The results were expressed in grade equivalents, which allowed one to see that rather than progressing, both groups had fallen further behind in terms of grade level.
The study found a slight but significantly larger average growth score in reading comprehension among second graders who were tested in a sample of about one third of the first and second cohort of schools that had access to literacy coaches, as compared to second graders at similar schools that did not. No significant gains were found overall, or in the other two specific areas of word decoding or word knowledge.
What this may suggest is that while the growth scores of students at schools that had access to coaches were significantly greater in the area of comprehension, the same significance did not occur when the scores of the students of teachers that actually received coaching were compared to students of teachers who did not receive coaching.
This passage is similarly hard to understand:
Moreover, the more coaching a teacher received, the more growth the students had, on average. The difference between students whose teachers had more coaching and those who did not was statistically significant.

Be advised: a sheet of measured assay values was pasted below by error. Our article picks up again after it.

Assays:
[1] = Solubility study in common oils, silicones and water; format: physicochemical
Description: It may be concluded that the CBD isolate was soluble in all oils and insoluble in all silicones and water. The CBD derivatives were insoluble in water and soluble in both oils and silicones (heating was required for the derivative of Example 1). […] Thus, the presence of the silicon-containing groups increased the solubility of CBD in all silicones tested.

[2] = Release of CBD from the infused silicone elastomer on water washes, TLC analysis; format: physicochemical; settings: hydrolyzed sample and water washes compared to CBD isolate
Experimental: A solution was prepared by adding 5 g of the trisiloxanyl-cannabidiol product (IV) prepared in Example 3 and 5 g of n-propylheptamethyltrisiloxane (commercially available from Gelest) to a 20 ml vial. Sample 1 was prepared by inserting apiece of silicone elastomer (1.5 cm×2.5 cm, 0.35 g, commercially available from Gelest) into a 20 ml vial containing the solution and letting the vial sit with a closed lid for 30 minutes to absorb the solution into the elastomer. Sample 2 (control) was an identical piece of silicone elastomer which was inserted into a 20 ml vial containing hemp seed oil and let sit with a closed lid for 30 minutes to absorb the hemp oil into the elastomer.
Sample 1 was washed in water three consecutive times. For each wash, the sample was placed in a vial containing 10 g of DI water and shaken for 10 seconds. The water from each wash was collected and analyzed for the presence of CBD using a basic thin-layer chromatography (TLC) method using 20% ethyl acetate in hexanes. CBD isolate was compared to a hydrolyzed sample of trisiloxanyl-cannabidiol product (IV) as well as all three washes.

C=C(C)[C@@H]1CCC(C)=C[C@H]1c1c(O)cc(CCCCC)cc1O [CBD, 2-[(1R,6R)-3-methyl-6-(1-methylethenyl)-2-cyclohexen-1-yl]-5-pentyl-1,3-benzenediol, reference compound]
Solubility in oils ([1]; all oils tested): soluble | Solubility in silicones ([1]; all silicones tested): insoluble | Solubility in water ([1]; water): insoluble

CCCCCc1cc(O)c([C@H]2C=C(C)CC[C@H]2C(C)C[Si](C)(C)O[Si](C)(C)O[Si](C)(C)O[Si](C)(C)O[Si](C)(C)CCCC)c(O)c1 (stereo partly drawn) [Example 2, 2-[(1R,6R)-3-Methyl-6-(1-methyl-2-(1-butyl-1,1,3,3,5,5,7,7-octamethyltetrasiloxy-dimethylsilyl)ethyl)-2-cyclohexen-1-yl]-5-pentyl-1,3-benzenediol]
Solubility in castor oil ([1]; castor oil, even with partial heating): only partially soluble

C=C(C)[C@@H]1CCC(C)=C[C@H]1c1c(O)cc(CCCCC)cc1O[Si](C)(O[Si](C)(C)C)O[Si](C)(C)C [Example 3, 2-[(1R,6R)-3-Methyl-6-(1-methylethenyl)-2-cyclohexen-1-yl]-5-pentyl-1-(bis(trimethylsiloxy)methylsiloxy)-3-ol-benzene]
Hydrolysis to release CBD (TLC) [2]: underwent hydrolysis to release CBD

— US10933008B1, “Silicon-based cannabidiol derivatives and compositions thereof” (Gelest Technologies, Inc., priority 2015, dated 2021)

Again, no data is provided to back up either claim, and no definition of “more coaching” is offered in which would allow one to evaluate the claim made by the second statement. How much more coaching was needed for a teacher' students to exhibit statistically significant test score gains?
No information is provided either as to whether the coaches believed their training was useful, even though a third of school leaders reported that "the coach was out of the building too often for professional learning."
All in all, there needs to be a more comprehensive study with much more data provided before one can be assured that the program is providing benefits to kids worth the cost. And such an analysis would be far more credible coming from an experienced and independent research outfit like RAND.